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5 Risk Management Policies and Procedures

The Group’s core business is life insurance and pensions. A life insurance and pensions contract re­presents a long-term promise to the policyholder. To fulfil its future payment obligations to the policyholders, the insurance entities of the Group must be financially sound over an extended period of time. The ability to remain financially sound and strong depends on a number of risk factors. The Group’s risk map can be broadly divided into financial, insurance, strategic and operational risks. All of these risk categories may affect the financial stability of the Group.

Risks must be identified, assessed, managed and monitored locally and aggregated at Group level. During the year, regular reports covering interest rate risk, equity and real estate price risk, currency risk, credit risk, liquidity risk and insurance risk are prepared by the local insurance units and consolidated at Swiss Life Ltd and at Group level. Strategic and operational risks are assessed and reported on an annual basis.

The risk appetite is defined and set by the Board of Directors using limit frameworks based on solvency ratios and economic capitalisation. Furthermore, it is allocated by the Group Risk Committee of the Corporate Executive Board to the relevant units in the insurance business. This risk budget at unit level is used as a framework for the asset and liability management process, the objective of which is to define a strategic asset allocation. From this strategic asset allocation a scenario-based expected return is calculated, which forms the basis for the Group’s mid-term planning.

Risk management functions are performed at several levels by corresponding bodies within the Swiss Life Group, such as the Investment and Risk Committee at the level of the Board of Directors of the Swiss Life Group and the Group Risk Committee at the level of the Corporate Executive Board of the Swiss Life Group. The risk management functions at the level of the individual operations of the Swiss Life Group are organised accordingly.

Group risk management is responsible for the definition of the Group-wide methodology for the measurement of the risks and produces a consolidated risk report which aggregates the main quantitative elements of the risk management of the Swiss Life Group’s operations. Furthermore, Group risk management also produces consolidated views on the strategic and operational risks of the Swiss Life Group.

Since the Group’s core business is insurance, its risk management is in line with the two main regulatory solvency frameworks in Switzerland (SST) and throughout Europe (Solvency II), as well as economic considerations. In addition to general governance aspects and extensive reporting requirements, this includes an annual Own Risk and Solvency Assessment (ORSA) at Group level covering a comprehensive risk assessment as well as the integration of risk and solvency aspects in the overall management of the Swiss Life Group.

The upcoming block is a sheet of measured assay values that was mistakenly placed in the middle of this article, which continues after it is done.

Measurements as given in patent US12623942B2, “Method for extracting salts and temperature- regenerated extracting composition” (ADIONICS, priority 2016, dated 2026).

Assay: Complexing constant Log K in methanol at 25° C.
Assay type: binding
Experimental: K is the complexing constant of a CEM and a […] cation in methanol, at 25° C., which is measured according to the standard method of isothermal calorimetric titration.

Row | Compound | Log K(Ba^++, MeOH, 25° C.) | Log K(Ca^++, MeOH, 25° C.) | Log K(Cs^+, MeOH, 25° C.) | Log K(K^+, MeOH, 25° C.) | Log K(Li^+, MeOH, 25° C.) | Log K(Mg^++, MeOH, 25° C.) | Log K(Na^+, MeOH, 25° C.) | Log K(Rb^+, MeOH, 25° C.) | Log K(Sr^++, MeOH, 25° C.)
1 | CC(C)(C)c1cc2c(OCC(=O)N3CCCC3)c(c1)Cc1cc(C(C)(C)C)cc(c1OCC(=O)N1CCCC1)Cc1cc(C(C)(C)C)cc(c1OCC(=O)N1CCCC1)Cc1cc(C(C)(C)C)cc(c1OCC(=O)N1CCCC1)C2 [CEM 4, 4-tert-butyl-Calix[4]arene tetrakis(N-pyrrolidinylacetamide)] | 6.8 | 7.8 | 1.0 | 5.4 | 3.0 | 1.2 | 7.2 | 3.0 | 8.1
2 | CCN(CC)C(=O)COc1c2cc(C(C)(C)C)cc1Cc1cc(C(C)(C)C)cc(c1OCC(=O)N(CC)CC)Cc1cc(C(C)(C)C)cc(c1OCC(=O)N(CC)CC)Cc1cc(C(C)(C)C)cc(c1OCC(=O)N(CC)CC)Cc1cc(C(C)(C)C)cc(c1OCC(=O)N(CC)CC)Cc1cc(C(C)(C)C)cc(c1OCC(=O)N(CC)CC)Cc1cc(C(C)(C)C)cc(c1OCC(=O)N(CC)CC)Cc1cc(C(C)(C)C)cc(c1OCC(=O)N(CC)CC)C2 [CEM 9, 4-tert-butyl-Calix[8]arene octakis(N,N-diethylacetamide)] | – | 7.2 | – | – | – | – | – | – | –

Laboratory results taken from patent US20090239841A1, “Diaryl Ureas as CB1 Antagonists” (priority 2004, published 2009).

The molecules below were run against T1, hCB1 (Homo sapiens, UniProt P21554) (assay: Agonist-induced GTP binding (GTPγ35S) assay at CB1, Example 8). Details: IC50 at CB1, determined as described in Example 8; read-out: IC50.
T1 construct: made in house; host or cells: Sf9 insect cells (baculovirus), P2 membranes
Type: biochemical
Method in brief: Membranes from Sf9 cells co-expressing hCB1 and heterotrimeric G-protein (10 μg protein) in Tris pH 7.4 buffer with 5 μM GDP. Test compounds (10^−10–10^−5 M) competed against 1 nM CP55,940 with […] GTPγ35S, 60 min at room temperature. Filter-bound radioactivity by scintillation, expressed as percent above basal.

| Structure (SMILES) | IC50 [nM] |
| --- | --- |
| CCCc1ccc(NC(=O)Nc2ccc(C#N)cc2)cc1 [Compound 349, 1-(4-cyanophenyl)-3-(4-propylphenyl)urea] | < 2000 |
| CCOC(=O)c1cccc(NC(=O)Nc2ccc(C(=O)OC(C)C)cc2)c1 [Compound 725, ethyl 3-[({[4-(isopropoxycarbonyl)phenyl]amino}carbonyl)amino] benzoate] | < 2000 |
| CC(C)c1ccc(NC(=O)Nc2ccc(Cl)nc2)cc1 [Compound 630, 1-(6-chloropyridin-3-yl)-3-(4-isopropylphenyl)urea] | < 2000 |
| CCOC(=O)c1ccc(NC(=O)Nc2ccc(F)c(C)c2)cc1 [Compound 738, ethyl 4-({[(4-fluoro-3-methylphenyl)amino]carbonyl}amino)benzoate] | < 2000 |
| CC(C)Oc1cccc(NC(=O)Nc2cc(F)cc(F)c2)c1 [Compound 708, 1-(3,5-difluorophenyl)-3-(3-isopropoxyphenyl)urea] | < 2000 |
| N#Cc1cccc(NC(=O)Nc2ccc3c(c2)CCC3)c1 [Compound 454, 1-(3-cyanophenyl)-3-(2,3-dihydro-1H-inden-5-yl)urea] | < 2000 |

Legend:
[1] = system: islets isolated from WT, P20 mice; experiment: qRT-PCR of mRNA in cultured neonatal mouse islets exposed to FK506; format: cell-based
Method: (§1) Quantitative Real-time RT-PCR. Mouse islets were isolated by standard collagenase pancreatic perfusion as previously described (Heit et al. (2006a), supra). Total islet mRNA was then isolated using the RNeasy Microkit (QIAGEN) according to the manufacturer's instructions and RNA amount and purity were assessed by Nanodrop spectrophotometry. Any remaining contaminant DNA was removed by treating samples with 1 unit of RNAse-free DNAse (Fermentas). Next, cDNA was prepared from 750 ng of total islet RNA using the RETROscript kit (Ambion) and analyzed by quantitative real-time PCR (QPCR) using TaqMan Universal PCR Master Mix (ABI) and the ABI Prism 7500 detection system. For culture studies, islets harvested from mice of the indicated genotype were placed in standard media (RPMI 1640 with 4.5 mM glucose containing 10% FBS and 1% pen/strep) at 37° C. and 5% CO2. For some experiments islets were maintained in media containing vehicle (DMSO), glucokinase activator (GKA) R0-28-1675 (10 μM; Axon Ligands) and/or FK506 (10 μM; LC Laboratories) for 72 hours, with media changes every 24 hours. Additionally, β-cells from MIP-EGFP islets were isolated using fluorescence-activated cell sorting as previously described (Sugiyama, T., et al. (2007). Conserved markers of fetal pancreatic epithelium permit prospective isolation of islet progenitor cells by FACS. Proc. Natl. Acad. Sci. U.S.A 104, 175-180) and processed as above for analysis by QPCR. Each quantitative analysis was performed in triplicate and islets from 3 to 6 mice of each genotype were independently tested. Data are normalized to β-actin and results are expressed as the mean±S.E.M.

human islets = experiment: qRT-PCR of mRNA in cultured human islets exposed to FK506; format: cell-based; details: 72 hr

The information below focuses first on the risk budgeting and asset and liability management process and then on the principal risk categories faced by the Swiss Life Group.

5.1 Risk budgeting and limit setting

Based on the risk appetite determined by the Board of Directors and using the same frameworks, the Group Risk Committee of the Corporate Executive Board sets risk budgets for the relevant units in the insurance business under consideration of local regulatory constraints. This process ensures a consistent and efficient use of the risk capacity of Swiss Life.

To control and steer exposure to risks, capital and exposure limits are defined in addition. They include capital limits for market and credit risk and, more specifically, capital limits for interest rate and credit spread risk as well as exposure limits for net equity and foreign currency.

5.2 Asset and liability management (ALM)

The main objective of the ALM process is to ensure that the Swiss Life Group’s insurance operations can meet their commitments to policyholders at all times while also adequately compensating shareholders for making risk capital available. Based on the economic principles of risk management and on the risk appetite definition applied in the risk budgeting process, ALM comprises the following main activity: the determination of the strategic asset allocation and of the risk capital and exposure sublimits.

The ALM process is centrally coordinated and steered at Group level by means of local asset and liability management committees with representatives from local senior management and representatives from the Group. The local units are in charge of implementing the decisions. The process requires the involvement of investment management, finance, actuarial and risk functions.